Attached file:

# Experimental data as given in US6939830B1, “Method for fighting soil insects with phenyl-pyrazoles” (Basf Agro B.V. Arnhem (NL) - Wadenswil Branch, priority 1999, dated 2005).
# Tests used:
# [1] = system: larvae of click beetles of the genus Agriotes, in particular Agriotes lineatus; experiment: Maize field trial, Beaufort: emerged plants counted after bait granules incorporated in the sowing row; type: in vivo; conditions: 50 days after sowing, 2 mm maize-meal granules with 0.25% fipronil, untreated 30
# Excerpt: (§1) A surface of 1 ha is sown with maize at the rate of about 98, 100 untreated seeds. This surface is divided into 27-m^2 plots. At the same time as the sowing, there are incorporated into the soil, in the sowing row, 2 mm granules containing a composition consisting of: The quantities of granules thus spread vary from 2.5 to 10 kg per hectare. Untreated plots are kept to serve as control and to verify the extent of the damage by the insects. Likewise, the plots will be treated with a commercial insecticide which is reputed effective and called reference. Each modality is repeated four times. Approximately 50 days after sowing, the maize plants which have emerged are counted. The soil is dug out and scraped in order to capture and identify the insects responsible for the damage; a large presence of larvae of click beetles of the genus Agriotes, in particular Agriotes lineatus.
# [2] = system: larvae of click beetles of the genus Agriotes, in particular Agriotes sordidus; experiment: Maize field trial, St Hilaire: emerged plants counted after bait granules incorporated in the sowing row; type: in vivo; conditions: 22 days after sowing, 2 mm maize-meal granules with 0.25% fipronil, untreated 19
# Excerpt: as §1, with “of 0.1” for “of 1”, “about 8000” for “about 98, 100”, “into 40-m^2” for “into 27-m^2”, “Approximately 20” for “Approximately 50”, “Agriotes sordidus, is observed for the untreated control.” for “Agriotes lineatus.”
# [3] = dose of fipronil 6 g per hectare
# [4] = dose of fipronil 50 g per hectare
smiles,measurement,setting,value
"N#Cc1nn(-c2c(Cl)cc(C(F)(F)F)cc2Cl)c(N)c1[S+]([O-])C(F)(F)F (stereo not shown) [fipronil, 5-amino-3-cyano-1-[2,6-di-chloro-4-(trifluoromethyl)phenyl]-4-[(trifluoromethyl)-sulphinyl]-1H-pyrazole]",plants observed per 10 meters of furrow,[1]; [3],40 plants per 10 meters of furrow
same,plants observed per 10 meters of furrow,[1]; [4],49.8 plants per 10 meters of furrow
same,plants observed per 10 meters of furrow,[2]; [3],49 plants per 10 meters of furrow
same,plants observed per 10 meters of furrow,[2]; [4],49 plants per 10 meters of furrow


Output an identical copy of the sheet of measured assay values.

# Experimental data as given in US6939830B1, “Method for fighting soil insects with phenyl-pyrazoles” (Basf Agro B.V. Arnhem (NL) - Wadenswil Branch, priority 1999, dated 2005).
# Tests used:
# [1] = system: larvae of click beetles of the genus Agriotes, in particular Agriotes lineatus; experiment: Maize field trial, Beaufort: emerged plants counted after bait granules incorporated in the sowing row; type: in vivo; conditions: 50 days after sowing, 2 mm maize-meal granules with 0.25% fipronil, untreated 30
# Excerpt: (§1) A surface of 1 ha is sown with maize at the rate of about 98, 100 untreated seeds. This surface is divided into 27-m^2 plots. At the same time as the sowing, there are incorporated into the soil, in the sowing row, 2 mm granules containing a composition consisting of: The quantities of granules thus spread vary from 2.5 to 10 kg per hectare. Untreated plots are kept to serve as control and to verify the extent of the damage by the insects. Likewise, the plots will be treated with a commercial insecticide which is reputed effective and called reference. Each modality is repeated four times. Approximately 50 days after sowing, the maize plants which have emerged are counted. The soil is dug out and scraped in order to capture and identify the insects responsible for the damage; a large presence of larvae of click beetles of the genus Agriotes, in particular Agriotes lineatus.
# [2] = system: larvae of click beetles of the genus Agriotes, in particular Agriotes sordidus; experiment: Maize field trial, St Hilaire: emerged plants counted after bait granules incorporated in the sowing row; type: in vivo; conditions: 22 days after sowing, 2 mm maize-meal granules with 0.25% fipronil, untreated 19
# Excerpt: as §1, with “of 0.1” for “of 1”, “about 8000” for “about 98, 100”, “into 40-m^2” for “into 27-m^2”, “Approximately 20” for “Approximately 50”, “Agriotes sordidus, is observed for the untreated control.” for “Agriotes lineatus.”
# [3] = dose of fipronil 6 g per hectare
# [4] = dose of fipronil 50 g per hectare
smiles,measurement,setting,value
"N#Cc1nn(-c2c(Cl)cc(C(F)(F)F)cc2Cl)c(N)c1[S+]([O-])C(F)(F)F (stereo not shown) [fipronil, 5-amino-3-cyano-1-[2,6-di-chloro-4-(trifluoromethyl)phenyl]-4-[(trifluoromethyl)-sulphinyl]-1H-pyrazole]",plants observed per 10 meters of furrow,[1]; [3],40 plants per 10 meters of furrow
same,plants observed per 10 meters of furrow,[1]; [4],49.8 plants per 10 meters of furrow
same,plants observed per 10 meters of furrow,[2]; [3],49 plants per 10 meters of furrow
same,plants observed per 10 meters of furrow,[2]; [4],49 plants per 10 meters of furrow